Why Office Exclusives Are Not A Good Look For The Real Estate Industry
When there is a huge competition and a surplus of real estate agents, we tend to start fighting each other. Here’s why the concepts of office exclusives, designated agency and double-dipping are a big no-no to this broker.
There are some services that I don’t want to provide for our clients, and I won’t, unless someone makes me. So far, no one has. We don’t do dual agency, but I’ve always said I would make an exception if needed. I say that because I can’t foresee every situation we are likely to encounter.
So far, we haven’t had any dual agency transactions. Dual agency is allowed in Minnesota, and being a dual agent means that I cannot advocate for either party; I become a facilitator. Dual agency also happens when two agents under the same broker work with the buyer and seller in the same transaction.
Buyers who are interested in our listings are referred to a competitor. The buyers I refer out work directly with the brokers of small real estate companies in the area.
The other thing we won’t do? In-house listing, meaning listings that are only shared with other agents in the office. I call them in-house pocket listings, but I’ve heard them being referred to as “office exclusives.” In this market, what buyer wouldn’t love office exclusives? They are withheld from the MLS and advertised and sold without ever being made public.
In-house pocket listings are just another form of dual agency. Even though the clear cooperation policy that took effect last year requires us to put our listings on the MLS, they left a large loophole for in-house listings.
If fair housing complaints against listing agents were more common, the in-house pocket listing would make our insurance companies, fair housing advocates and real estate company legal departments crazy.
In the real world, the buyer who never gets the opportunity to buy the pocket listing never even knows the house was for sale. That buyer might not even know that if only she had known the right people, she could’ve bought the house.
Some real estate companies promote the idea of agent networking within their own company. How they can find a buyer faster because they represent more buyers. They tell buyers they can find them a house faster because they have more listings.
When I list a house, it goes on the MLS, and from there, is gets fed to websites all over the world. It’s seen by millions of people, including real estate agents. My network of agents is much larger than one company.
There are homeowners who prefer to keep the fact that their house is on sale a secret. Real estate agents I have discussed this with have said that they are providing a valuable service to their clients keeping the listing in-house and off the MLS.
Selling houses is about marketing and advertising them. Selling in-house pocket listings can be about networking, and buyers who know the right people get to buy the house. It’s kind of like getting a job — it’s all about who you know, not what you know. It’s a great concept for the people who benefit from the system.
Homesellers I have spoken with often believe that in-house pocket listings will save them money if their agent also works with the buyer. The reality is that most of the time, the listing agent gets the entire commission that the seller has agreed to pay.
Some homebuyers believe that they have an advantage if they work directly with the listing agent and that they will save money, too.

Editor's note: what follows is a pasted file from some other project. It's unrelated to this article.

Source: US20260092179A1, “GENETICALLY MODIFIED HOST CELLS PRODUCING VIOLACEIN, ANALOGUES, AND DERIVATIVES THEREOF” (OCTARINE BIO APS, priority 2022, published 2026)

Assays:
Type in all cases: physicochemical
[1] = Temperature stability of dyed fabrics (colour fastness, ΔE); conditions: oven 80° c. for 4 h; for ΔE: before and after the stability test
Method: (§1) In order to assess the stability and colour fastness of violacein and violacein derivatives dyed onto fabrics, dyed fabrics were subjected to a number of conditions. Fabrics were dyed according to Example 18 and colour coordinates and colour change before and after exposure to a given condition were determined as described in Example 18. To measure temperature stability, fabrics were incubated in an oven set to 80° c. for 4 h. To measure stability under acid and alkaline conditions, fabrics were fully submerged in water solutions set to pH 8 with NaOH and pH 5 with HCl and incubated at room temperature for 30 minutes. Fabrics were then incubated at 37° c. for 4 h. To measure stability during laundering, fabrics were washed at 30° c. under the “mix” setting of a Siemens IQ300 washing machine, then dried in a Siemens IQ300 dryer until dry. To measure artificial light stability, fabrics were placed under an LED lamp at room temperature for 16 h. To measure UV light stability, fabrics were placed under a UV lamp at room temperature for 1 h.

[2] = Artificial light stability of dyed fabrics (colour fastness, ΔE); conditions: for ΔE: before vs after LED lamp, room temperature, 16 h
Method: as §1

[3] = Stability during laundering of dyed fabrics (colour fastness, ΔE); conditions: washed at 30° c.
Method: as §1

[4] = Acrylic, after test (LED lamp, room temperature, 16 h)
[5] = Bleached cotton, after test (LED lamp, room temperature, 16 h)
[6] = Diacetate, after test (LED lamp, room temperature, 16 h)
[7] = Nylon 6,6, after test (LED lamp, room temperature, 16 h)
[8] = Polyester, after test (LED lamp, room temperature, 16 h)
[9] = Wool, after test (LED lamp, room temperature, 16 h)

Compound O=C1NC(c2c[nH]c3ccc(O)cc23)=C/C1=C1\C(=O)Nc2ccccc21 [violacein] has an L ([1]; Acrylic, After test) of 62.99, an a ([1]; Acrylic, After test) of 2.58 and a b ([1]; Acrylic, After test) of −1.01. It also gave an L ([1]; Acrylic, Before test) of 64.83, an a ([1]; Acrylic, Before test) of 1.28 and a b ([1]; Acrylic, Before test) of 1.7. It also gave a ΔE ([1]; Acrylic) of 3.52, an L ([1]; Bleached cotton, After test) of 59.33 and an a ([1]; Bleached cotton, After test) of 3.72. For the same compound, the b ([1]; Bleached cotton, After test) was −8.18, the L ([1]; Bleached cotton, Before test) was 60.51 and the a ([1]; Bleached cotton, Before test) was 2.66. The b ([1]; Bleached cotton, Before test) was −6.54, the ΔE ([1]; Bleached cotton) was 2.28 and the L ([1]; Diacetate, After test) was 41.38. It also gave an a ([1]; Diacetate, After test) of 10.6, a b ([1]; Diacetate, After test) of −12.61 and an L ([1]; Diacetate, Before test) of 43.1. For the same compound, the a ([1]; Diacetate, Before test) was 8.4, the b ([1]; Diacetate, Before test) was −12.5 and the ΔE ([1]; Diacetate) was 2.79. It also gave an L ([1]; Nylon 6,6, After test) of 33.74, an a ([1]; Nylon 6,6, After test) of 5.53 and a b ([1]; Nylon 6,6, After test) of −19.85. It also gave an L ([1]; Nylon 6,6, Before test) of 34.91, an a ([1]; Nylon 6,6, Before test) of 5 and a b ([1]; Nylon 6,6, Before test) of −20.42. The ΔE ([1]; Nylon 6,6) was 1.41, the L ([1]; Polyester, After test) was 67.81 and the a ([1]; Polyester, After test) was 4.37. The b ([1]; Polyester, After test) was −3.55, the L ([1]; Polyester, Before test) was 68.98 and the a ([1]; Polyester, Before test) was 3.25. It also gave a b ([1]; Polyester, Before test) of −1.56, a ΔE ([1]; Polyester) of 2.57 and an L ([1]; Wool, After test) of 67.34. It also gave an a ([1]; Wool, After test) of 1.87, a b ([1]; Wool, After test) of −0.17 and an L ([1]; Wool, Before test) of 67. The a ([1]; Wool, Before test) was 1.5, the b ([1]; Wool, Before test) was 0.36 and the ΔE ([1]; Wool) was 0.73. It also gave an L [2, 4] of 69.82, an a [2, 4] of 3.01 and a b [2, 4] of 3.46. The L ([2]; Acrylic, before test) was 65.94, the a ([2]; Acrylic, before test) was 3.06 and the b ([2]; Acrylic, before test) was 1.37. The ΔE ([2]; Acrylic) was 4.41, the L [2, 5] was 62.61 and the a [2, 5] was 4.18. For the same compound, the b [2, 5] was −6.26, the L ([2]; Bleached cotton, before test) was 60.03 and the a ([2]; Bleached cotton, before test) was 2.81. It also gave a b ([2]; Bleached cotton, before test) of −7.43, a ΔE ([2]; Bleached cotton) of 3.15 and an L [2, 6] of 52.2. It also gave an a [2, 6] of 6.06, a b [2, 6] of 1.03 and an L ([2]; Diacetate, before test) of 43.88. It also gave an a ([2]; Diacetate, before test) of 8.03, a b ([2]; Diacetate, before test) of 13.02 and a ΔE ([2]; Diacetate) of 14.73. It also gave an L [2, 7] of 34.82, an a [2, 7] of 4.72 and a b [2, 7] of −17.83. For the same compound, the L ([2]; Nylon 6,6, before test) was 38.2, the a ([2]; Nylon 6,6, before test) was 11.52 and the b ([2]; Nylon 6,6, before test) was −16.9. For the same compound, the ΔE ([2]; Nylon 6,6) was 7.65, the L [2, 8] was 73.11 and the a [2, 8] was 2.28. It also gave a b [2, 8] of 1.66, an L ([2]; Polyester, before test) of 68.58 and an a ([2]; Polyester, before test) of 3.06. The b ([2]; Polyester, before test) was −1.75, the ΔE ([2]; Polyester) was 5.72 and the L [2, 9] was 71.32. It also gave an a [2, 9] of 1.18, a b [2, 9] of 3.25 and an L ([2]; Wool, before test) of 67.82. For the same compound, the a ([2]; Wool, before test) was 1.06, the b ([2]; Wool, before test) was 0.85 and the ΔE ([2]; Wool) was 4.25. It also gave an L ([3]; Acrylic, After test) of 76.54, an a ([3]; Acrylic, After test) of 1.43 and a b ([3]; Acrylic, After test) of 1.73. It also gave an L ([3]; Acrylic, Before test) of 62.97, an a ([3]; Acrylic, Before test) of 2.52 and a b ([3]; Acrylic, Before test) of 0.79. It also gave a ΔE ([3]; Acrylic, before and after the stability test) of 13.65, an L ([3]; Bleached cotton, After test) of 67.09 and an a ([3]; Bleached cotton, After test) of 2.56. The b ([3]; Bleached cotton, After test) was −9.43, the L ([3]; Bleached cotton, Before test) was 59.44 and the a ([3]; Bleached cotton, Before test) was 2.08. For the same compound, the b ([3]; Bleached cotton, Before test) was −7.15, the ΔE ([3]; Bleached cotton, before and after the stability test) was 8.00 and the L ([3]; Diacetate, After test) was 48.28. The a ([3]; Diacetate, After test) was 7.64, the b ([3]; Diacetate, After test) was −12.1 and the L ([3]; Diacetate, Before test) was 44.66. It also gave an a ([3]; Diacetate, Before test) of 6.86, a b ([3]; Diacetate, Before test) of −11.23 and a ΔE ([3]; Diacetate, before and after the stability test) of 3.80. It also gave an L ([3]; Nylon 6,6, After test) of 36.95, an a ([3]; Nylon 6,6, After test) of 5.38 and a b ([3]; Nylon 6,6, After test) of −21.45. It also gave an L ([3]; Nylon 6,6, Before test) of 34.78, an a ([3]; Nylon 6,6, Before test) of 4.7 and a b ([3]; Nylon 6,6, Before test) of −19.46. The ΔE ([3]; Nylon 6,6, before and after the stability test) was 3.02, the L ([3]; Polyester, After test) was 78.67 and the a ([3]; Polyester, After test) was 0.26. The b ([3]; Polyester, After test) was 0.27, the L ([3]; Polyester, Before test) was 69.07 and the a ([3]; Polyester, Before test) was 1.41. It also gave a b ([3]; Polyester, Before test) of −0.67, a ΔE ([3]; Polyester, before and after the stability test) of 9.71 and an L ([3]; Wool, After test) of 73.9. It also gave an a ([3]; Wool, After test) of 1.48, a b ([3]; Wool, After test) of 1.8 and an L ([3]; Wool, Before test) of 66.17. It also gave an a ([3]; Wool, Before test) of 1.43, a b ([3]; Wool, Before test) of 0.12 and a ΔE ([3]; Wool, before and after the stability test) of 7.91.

According to a consumer group, more than 14 percent of all the home sales in the area are through dual agents. It’s actually kind of sad, considering there are more agents than there are homes for sale. There are always experienced agents available to represent any buyer so that the buyer doesn’t have to work with the listing agent.
Our state Realtor association is lobbying for a “designated agency.” Under designated agency, two agents under the same broker can represent the buyer and the seller in a transaction. It’s obvious to me how real estate companies, especially the large ones, can benefit from designated agency.
The arguments we have amongst ourselves for and against this are getting more heated. There are a few large companies in the area that pretty much control all aspects of the industry and are well-represented in the associations. If designated agency is beneficial to those companies, it will happen.
I don’t understand the benefit of designated or dual agency to consumers, but I do understand the benefit for real estate companies, especially those that have a lot of in-house pocket listings.
Agents themselves have been practicing designated agency by advocating for their clients, even though both clients have the same broker. It happens all the time. Agency is misunderstood.
Some have suggested that designated agency hurts small real estate companies. I don’t see it that way; I think it is more harmful to consumers and any agent who is looking for clients.
We tell consumers that we will represent them and how we can help them in what could be the biggest transaction they will ever have, and yet, at the same time, we look for ways to be dual-agent facilitators.
I don’t even want to imagine what the lawsuit looks like when one company is representing both parties and one party hides a property defect from the other, even if it’s a designated dual agency. Multiple-offer situations must be extra challenging for dual agents.
There are a lot of people who don’t trust real estate agents or Realtors. During times when there is a huge surplus of real estate agents, we tend to start to fight each other when it comes to issues that affect competition in the marketplace.
In short, pocket listings, designated agency and double-dipping are just not a good look for the industry.
Teresa Boardman is a Realtor and broker/owner of Boardman Realty in St. Paul. She is also the founder of StPaulRealEstateBlog.com.